Fact Issue Arising From Explanation for Gap in Treatment Precludes Summary Judgment as to “Serious Injury” in Car Accident Case

In Ramkumar v. Grand Style Transportation Enterprises, Inc., the New York Court of Appeals recently reversed a summary judgment for defendant in plaintiff’s lawsuit seeking recovery for injuries sustained in a car accident.

This case addresses the sufficiency of evidence for a plaintiff to claim that s/he suffered a “serious injury” despite their discontinuance of (or gap in) medical treatment.

“Serious Injury” Generally

In a nutshell, if you have been injured in a car accident in New York, you may only file a lawsuit if your injuries fall into at least one of the categories of “serious injury” as defined under Article 51 of the New York Insurance Law, otherwise known as the “No-Fault Law“.

Ramkumar – Appellate Division Decision

In Ramkumar, the Appellate Division, First Department dismissed plaintiff’s complaint because he did not suffer a “serious injury”.  It held, based on the Court of Appeals’ 2005 decision in Pommells v. Perez, that plaintiff’s complaint should have been dismissed because plaintiff “failed to offer a reasonable explanation for a significant gap in his medical treatment.”  

Plaintiff testified that he was “cut off” from receiving physical therapy five months before his deposition in July 2008, and the record did not indicate that plaintiff received any medical treatment for two years before responding to defendants’ motions.

This was, according to the Appellate Division, fatal to his claim:

A bare assertion that insurance coverage for medically required treatment was exhausted is unavailing without any documentary evidence of such or, at least, an indication as to whether an injured claimant can afford to pay for the treatment out of his or her own funds. Plaintiff, who was employed and living with his parents, gave no such indication.

The Court of Appeals Reverses

The Court of Appeals disagreed, finding “a triable issue of fact as to whether plaintiff has offered ‘some reasonable explanation’ for the cessation of physical therapy treatment for his injury” under Pommells.

It stressed that while Pommells requires a plaintiff claiming a “serious injury” to offer a reasonable explanation for terminating treatment, a plaintiff need not submit “any particular proof regarding that explanation.”


The Appellate Division’s requirement that plaintiff either offer documentary evidence to support his sworn statement that his no-fault benefits were cut off, or indicate that he could not afford to pay for his own treatment, is an unwarranted expansion of Pommells. Plaintiff testified at his deposition that “they” (which a reasonable juror could take to mean his no-fault insurer) cut him off, and that he did not have medical insurance at the time of the accident. While it would have been preferable for plaintiff to submit an affidavit in opposition to summary judgment explaining why the no-fault insurer terminated his benefits and that he did not have medical insurance to pay for further treatment, plaintiff has come forward with the bare minimum required to raise an issue regarding “some reasonable explanation” for the cessation of physical therapy. Additionally, the qualitative assessment of [] plaintiff’s condition (Toure v Avis Rent A Car Sys., 98 NY2d 345, 350-351 [2002]) rendered by the physician who performed arthroscopic surgery on plaintiff’s knee was that plaintiff’s meniscal tear injury was causally related to the car accident, and that the meniscus has permanently lost its stability with onset of scar tissue, instability, loss of range of motion, and pain, which plaintiff will have for the rest of his life.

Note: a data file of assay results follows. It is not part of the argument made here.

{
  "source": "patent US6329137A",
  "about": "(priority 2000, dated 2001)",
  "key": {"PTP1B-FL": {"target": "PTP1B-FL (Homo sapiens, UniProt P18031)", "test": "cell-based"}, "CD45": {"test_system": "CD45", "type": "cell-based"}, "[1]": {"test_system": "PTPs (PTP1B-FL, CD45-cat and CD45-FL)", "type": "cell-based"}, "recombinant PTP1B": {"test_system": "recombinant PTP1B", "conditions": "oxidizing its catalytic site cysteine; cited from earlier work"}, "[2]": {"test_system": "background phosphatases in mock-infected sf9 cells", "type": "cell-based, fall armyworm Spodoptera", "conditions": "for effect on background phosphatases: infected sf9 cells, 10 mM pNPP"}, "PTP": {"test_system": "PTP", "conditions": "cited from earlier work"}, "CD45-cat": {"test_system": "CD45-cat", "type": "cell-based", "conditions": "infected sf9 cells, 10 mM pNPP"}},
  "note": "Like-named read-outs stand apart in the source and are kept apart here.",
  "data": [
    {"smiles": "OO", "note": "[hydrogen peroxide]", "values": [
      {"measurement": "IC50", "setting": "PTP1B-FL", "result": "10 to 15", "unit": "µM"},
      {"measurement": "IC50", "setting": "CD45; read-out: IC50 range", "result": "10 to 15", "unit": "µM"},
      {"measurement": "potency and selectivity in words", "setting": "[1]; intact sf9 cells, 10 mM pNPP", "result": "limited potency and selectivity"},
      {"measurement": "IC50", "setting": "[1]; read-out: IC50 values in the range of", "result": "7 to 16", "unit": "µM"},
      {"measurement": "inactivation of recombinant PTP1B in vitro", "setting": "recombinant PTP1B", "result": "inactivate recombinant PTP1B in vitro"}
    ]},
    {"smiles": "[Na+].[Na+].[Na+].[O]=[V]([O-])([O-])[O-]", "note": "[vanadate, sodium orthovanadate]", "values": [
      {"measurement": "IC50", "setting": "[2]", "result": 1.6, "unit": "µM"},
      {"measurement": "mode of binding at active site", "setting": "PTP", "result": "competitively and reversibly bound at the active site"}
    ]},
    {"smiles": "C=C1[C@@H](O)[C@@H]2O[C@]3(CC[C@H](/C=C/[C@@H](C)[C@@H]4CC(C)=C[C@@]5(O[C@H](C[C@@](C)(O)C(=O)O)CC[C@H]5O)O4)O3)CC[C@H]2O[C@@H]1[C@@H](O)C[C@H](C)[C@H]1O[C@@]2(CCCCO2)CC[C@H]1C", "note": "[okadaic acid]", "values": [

The Court therefore held that summary judgment dismissing plaintiff’s complaint was, on this record, improper.

Judge Smith’s Dissent

Based on what he perceives as rampant fraud and abuse in the no-fault system, Court of Appeals Judge Robert S. Smith dissented.

He argues that the majority “dilutes” the Pommells rule that a plaintiff who terminates post-accident therapeutic measures must offer a “reasonable explanation” for the termination, which is “designed to make unjustifiable recoveries more difficult in so-called ‘gap in treatment’ cases.”

In the context of this case, Judge Smith maintains that plaintiff’s “ambiguous and self-serving” deposition statement is not a “reasonable explanation” for his cessation of treatment, and that the courts “should demand more”.  Specifically, he states:

If there is indeed a reasonable explanation for plaintiff’s cessation of physical therapy, he should have had no trouble in offering much better proof of it. He could have submitted an affidavit in opposition to summary judgment, identifying his no-fault carrier, attaching a copy of the written communication, or describing the oral one, in which the carrier cut him off, and saying what, if any, reason the carrier gave. For all that appears in this record, the carrier might have refused to continue paying for therapy because it did not think plaintiff had an injury serious enough to justify it. Plaintiff could also have said in an affidavit, if he could truthfully do so, that he did not have other insurance or other resources that would cover the cost of treatment.

New York personal injury lawyer Eric Turkewitz took issue with Judge Smith’s dissent in a pointed open letter, titled “Dear Judge Smith – You Gotta Be Kidding Me“, that is definitely worth a read.

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